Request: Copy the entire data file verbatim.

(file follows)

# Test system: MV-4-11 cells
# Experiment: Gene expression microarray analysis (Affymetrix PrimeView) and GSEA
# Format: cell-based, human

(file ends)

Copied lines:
# Test system: MV-4-11 cells
# Experiment: Gene expression microarray analysis (Affymetrix PrimeView) and GSEA
# Format: cell-based, human